Like a fine wine that improves with age, Riz Story allowed his filmmaking skills to mature naturally as he focused on other artistic endeavors. Nearly ten years after his first film, “Goloka” - an experimental fusion of music and poetry – screened at the 2003 Dances with Films Festival, Story returns to the indie fest with his debut feature, “A Winter Rose.” This time, his work will kick off the 2014 festival as the opening night feature.
Story is no stranger to the lime-light. He’s been a fixture in the indie music scene for nearly twenty years. His love of music began at an early age when he quickly learned how to play every instrument he could get his hands on. He composed his first symphony at 13. The first major band he co-created with Taylor Hawkins (Foo Fighters, Alanis Morrisette) and Jon Davison (Yes) called ANYONE won Best Band honors at the 1999 Los Angeles Music Awards. During the band’s rise in popularity and heavy touring schedule that included US and European dates, Story became increasingly involved in all levels of record producing, sound mixing and recording. A natural desire to create music videos followed, exposing Story to all components of production.
“As I was working on music videos, it felt natural to have a camera in my hand,” said Story. “Film making takes all that I love to do; mixing, playing, producing, story writing, and puts them into one piece.”
Exploring the human condition through intertwining music, poetry and cinematic imagery was appealing to Story. Although he used artistic expression to reflect the humanity he saw around him, he found himself drawn to sharing a story that would affect viewers in a positive way. The inspiration he needed came in meeting a young woman who had exceptional vocal range, was a gifted musician, and had no desire to share her talents with anyone.
“She is a gorgeous girl with an incredible eight octave range but had no confidence and shied away from attention and fame. She was the opposite from anyone I had ever met,” said Story. “I told her the gift of creativity was something she had to share, that she was robbing people of her contribution to a beautiful legacy of life.”
Brainstorming with actor/singer Robert Miano, Story refined the tale of a reluctant singer into “A Winter Rose” that follows the relationship of a dying icon (Theressa Russell) and her manager husband (Paul Sorvino) who discover a gifted orphan and help her find the confidence she needs to share her musical gifts with the world. Intended as a vehicle to highlight his muse, Story was not surprised when she refused to participate. After reviewing over 2,500 submissions, actress Kimberly Whalen was selected to portray Winter Rose.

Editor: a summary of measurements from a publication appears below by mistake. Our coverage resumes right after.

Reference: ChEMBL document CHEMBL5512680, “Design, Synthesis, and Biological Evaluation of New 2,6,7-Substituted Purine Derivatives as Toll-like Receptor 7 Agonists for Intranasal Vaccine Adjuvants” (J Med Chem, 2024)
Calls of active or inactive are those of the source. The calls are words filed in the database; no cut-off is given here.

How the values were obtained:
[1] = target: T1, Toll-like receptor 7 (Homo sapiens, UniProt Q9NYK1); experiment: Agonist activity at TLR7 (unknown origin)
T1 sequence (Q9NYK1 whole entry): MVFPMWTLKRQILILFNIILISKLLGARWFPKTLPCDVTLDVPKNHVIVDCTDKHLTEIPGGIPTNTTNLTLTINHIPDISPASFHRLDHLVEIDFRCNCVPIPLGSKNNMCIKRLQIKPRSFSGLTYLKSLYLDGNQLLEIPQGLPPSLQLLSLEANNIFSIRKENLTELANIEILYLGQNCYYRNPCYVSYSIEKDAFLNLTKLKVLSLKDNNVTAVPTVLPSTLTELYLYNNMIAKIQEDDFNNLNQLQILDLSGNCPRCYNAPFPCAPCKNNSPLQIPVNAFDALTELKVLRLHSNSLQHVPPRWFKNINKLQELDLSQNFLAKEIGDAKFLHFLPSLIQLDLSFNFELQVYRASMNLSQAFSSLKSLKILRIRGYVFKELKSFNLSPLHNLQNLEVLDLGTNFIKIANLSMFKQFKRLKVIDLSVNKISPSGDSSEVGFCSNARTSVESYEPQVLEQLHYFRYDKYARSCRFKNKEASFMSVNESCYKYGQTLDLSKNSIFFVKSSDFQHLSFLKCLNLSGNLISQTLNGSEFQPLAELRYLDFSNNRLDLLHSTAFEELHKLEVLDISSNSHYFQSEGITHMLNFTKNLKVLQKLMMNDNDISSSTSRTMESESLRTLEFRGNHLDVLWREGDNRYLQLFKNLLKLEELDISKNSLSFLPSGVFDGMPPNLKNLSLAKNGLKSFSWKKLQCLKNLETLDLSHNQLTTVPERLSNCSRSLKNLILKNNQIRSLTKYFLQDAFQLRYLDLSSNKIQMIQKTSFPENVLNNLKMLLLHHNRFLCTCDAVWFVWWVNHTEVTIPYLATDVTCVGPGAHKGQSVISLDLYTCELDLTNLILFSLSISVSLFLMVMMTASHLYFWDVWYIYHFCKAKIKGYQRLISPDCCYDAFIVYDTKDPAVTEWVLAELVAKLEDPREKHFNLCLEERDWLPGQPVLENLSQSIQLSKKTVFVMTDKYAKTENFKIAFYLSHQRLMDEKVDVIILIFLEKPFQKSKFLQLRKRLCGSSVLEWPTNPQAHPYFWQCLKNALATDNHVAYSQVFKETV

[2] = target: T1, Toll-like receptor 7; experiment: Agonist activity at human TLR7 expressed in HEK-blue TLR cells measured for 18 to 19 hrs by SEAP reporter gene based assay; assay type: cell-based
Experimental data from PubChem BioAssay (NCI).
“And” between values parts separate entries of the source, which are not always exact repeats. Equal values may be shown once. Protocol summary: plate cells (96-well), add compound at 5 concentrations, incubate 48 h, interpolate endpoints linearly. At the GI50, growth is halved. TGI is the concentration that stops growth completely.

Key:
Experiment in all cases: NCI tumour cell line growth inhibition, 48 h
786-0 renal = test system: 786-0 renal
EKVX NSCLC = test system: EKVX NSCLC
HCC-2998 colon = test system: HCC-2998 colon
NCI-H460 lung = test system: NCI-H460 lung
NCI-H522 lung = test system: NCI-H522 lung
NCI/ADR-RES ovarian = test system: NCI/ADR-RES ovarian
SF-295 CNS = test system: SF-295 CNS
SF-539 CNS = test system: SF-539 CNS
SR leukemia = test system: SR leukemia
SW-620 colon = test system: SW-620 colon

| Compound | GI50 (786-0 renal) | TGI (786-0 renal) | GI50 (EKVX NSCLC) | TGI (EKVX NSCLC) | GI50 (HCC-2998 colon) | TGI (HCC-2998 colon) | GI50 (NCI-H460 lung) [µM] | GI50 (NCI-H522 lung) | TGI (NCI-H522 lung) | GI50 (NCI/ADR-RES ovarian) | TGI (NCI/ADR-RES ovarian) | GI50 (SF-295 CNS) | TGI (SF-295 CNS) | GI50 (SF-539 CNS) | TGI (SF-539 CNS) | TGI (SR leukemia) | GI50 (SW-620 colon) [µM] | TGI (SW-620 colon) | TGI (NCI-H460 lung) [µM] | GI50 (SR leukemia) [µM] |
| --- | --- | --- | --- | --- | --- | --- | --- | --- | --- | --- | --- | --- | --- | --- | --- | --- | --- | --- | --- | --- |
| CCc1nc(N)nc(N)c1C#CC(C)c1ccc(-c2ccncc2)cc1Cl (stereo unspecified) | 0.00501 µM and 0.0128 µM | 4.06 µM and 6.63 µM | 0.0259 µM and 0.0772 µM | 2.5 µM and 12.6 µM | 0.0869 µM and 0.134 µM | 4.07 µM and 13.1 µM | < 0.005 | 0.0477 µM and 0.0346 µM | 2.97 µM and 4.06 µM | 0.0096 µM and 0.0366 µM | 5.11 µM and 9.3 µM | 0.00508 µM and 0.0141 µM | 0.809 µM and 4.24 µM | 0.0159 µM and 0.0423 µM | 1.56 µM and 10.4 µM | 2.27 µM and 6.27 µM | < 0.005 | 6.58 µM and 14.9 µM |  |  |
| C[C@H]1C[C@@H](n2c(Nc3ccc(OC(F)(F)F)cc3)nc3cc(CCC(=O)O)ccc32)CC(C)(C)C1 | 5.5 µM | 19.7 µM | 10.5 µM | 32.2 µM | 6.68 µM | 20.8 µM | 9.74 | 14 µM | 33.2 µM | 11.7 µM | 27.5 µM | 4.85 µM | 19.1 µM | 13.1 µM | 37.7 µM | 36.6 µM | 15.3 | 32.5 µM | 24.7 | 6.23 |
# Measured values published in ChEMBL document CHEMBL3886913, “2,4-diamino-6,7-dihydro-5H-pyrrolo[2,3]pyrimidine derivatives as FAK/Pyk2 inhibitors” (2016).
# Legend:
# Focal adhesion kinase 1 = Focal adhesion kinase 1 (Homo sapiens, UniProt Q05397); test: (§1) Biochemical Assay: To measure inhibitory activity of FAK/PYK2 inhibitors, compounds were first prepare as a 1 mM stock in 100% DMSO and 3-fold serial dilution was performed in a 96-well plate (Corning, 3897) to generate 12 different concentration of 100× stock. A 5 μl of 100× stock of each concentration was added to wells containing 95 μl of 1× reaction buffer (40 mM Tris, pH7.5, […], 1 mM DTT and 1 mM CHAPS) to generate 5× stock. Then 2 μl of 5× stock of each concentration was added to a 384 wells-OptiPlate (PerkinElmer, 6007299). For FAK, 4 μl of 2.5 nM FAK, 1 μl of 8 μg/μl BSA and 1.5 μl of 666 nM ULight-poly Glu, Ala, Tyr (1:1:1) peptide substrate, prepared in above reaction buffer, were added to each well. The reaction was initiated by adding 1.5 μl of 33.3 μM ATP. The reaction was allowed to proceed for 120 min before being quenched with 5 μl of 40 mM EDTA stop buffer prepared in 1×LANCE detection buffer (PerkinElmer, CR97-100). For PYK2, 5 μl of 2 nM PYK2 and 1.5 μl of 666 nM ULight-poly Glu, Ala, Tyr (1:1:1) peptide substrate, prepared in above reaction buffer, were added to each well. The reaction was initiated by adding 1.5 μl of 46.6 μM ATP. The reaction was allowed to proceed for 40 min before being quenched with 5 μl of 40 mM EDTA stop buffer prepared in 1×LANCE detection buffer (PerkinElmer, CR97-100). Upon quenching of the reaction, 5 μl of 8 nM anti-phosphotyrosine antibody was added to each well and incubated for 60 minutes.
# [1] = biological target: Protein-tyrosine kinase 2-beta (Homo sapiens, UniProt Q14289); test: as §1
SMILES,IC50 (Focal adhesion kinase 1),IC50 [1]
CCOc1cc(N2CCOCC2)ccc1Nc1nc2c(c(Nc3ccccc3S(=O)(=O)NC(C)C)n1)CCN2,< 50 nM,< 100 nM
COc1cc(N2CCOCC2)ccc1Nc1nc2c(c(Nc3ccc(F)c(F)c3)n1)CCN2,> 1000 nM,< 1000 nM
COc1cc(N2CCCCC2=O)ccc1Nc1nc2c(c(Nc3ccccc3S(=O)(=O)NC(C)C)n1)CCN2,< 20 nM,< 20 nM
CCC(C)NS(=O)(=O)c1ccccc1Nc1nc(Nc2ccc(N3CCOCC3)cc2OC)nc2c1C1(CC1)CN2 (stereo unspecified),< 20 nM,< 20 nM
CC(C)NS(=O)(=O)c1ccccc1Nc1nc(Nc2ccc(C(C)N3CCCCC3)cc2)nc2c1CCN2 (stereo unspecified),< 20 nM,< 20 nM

Story found a strong support group with co-producers Miano and Gary A. Kauffmann. Jane Gehr and J.D.Parson jumped on as executive producers. Production began with a budget of $10,000 that was quickly exhausted, leaving Story to negotiate for additional funds as well as find ways to cut cost. All actors enthusiastically worked for lower wages. In looking at the script, Story realized utilizing found locations for the first portion of Winter’s rags to riches tale would enable him to invest dollars on the museums, concert halls and higher end locations. In addition to all principle photography, Story also shot aerial footage. The backers were excited with Story’s handling of the material and the twenty-four day shooting schedule (including days for pick-ups and second unit photography) was successfully completed.
To ensure there was enough funds for colorist John Sellars (Blair Witch Project, Dirt! The Movie) and visual effects/green screen wizard Christian Cunningham (The Lord of the Rings: The Two Towers, Watchman), Story convinced the producers he had the skills to complete the edits and mixes of the film. Although Story had been looking forward to the collaborative process of a team that would assist in refining the story, he enjoyed some unexpected creative insights that can save time on future productions.
“There were artistic advantages I discovered, for example, sound cues that are used in editing can be brought into the shooting process. If you know the sound cue in advance, you can plan ahead in your shooting, but you would need that sound cue in your head like a radio play,” said Story.
Wanting to ensure he had the best cut of the film possible, Story set up focus groups to get feedback and constructive comments, ultimately conducted four early viewings. He also received advice and encouragement from veteran producers in the field including Patrick Palmer (Moonstruck, Hellboy) whose guidance helped Story trim twenty minutes out of the final film.
Nearly two years after writing “A Winter Rose,” Story is excited to present the film at a festival that fosters and nurtures independent film makers. While the film provided plenty of struggles and learning opportunities along the way, what Story is most grateful for is the support he received from everyone involved.
“I wanted to tell a timeless tale of people doing everything they can for others. For me the highest honor is affecting people in a positive way,” said Story. “I’m most proud of the actors and all the professionals who chose to work with me, help me, and honor me with their presence.”